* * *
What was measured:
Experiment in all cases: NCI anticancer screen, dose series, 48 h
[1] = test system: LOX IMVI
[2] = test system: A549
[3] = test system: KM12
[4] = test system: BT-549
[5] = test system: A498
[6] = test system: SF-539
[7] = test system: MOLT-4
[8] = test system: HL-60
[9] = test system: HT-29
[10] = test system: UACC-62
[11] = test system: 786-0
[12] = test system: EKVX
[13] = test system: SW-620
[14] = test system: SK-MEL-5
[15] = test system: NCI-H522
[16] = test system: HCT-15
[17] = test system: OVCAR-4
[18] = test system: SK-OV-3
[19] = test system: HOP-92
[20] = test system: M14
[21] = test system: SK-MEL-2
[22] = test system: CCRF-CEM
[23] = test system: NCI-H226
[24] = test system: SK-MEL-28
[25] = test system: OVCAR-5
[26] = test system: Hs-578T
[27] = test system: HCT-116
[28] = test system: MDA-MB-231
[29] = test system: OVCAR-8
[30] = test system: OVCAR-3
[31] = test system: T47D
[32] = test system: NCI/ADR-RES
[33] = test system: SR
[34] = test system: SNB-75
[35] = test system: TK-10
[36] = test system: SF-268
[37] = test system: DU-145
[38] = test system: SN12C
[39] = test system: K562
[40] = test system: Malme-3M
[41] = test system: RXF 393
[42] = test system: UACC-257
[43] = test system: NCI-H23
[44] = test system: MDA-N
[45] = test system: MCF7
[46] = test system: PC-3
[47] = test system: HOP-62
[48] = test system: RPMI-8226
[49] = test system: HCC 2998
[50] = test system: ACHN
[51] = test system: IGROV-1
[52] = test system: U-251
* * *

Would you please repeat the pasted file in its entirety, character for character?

What was measured:
Experiment in all cases: NCI anticancer screen, dose series, 48 h
[1] = test system: LOX IMVI
[2] = test system: A549
[3] = test system: KM12
[4] = test system: BT-549
[5] = test system: A498
[6] = test system: SF-539
[7] = test system: MOLT-4
[8] = test system: HL-60
[9] = test system: HT-29
[10] = test system: UACC-62
[11] = test system: 786-0
[12] = test system: EKVX
[13] = test system: SW-620
[14] = test system: SK-MEL-5
[15] = test system: NCI-H522
[16] = test system: HCT-15
[17] = test system: OVCAR-4
[18] = test system: SK-OV-3
[19] = test system: HOP-92
[20] = test system: M14
[21] = test system: SK-MEL-2
[22] = test system: CCRF-CEM
[23] = test system: NCI-H226
[24] = test system: SK-MEL-28
[25] = test system: OVCAR-5
[26] = test system: Hs-578T
[27] = test system: HCT-116
[28] = test system: MDA-MB-231
[29] = test system: OVCAR-8
[30] = test system: OVCAR-3
[31] = test system: T47D
[32] = test system: NCI/ADR-RES
[33] = test system: SR
[34] = test system: SNB-75
[35] = test system: TK-10
[36] = test system: SF-268
[37] = test system: DU-145
[38] = test system: SN12C
[39] = test system: K562
[40] = test system: Malme-3M
[41] = test system: RXF 393
[42] = test system: UACC-257
[43] = test system: NCI-H23
[44] = test system: MDA-N
[45] = test system: MCF7
[46] = test system: PC-3
[47] = test system: HOP-62
[48] = test system: RPMI-8226
[49] = test system: HCC 2998
[50] = test system: ACHN
[51] = test system: IGROV-1
[52] = test system: U-251